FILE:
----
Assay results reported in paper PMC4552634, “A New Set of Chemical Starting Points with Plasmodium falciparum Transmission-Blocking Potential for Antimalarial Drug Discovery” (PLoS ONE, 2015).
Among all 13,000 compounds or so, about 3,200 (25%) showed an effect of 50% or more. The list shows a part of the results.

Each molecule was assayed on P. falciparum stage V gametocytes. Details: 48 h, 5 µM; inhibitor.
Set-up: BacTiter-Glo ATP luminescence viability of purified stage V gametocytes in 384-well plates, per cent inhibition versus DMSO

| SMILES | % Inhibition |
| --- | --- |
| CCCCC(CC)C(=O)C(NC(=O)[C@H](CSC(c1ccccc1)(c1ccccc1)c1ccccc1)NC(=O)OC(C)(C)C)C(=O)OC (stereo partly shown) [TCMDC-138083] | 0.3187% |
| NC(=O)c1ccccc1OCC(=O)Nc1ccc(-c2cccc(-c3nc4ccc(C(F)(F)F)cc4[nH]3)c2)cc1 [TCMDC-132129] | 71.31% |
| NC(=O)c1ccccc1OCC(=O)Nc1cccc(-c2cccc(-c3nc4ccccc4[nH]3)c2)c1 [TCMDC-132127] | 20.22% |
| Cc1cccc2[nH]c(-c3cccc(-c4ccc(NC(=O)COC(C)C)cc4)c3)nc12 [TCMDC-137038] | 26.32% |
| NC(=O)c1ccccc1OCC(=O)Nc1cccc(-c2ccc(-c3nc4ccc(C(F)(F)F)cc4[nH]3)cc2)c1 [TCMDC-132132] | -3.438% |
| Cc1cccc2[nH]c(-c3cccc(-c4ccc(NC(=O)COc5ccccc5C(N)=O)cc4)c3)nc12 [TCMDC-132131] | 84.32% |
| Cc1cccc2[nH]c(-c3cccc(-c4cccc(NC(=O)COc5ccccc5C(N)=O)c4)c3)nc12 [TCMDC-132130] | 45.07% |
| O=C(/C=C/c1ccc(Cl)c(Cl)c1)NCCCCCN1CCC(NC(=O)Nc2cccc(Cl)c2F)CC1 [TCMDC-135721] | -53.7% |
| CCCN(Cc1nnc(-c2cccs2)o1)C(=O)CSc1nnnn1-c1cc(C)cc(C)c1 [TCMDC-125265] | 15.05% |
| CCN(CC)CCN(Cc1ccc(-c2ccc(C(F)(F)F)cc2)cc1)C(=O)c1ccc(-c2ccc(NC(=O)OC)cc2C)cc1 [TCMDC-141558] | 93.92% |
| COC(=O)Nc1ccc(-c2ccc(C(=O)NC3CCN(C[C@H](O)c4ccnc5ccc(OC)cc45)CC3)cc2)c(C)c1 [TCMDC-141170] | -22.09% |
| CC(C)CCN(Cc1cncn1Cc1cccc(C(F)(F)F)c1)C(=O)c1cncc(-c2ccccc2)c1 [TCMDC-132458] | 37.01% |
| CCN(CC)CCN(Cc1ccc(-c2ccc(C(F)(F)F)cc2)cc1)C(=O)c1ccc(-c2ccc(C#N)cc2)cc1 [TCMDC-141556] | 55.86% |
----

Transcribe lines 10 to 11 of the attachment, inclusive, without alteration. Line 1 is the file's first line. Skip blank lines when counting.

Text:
| Cc1cccc2[nH]c(-c3cccc(-c4ccc(NC(=O)COC(C)C)cc4)c3)nc12 [TCMDC-137038] | 26.32% |
| NC(=O)c1ccccc1OCC(=O)Nc1cccc(-c2ccc(-c3nc4ccc(C(F)(F)F)cc4[nH]3)cc2)c1 [TCMDC-132132] | -3.438% |